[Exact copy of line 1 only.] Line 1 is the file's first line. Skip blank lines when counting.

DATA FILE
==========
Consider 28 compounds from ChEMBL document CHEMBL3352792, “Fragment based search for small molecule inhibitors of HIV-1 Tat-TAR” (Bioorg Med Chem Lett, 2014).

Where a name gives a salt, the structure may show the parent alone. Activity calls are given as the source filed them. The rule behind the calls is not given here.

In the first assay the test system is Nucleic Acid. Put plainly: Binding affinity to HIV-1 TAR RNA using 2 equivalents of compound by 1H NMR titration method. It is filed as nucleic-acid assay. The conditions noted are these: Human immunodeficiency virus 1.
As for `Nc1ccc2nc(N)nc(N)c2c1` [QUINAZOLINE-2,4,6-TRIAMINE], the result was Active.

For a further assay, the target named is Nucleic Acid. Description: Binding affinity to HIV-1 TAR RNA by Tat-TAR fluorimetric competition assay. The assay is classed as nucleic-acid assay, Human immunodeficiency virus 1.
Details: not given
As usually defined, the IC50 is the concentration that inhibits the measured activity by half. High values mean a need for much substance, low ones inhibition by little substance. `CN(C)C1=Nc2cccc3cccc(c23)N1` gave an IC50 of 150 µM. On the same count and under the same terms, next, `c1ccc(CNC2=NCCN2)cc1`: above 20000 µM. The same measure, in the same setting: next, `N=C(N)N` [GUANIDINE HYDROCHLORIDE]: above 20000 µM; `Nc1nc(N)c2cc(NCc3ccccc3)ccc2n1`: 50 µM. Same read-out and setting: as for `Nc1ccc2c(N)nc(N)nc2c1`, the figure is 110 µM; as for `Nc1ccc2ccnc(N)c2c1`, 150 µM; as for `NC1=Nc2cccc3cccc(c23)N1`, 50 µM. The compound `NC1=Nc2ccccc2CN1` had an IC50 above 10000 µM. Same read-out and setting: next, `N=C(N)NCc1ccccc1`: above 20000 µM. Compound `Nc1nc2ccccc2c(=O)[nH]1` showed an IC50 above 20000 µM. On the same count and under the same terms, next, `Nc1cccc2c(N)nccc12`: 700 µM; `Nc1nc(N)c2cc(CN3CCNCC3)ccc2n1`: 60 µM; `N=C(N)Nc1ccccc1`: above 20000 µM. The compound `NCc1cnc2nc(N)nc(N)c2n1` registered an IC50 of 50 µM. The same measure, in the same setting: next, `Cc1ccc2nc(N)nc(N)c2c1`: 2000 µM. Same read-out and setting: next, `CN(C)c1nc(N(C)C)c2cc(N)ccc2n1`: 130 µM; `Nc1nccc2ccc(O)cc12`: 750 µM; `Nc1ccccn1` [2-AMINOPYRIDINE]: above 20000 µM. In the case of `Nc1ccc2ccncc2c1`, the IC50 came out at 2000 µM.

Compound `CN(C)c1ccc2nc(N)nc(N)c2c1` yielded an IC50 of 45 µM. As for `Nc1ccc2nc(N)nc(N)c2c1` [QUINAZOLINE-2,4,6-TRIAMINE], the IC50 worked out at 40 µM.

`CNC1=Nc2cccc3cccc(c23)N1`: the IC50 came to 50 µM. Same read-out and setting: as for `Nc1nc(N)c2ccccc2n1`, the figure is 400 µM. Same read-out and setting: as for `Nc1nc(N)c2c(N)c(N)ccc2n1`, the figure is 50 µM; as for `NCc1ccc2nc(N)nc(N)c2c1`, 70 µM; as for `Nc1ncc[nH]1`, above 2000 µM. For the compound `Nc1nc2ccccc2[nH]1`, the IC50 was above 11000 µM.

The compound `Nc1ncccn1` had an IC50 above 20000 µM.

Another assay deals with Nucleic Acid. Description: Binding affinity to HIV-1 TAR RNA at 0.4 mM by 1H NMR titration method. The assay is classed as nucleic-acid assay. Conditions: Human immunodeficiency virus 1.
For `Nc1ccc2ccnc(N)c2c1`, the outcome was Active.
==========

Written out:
Consider 28 compounds from ChEMBL document CHEMBL3352792, “Fragment based search for small molecule inhibitors of HIV-1 Tat-TAR” (Bioorg Med Chem Lett, 2014).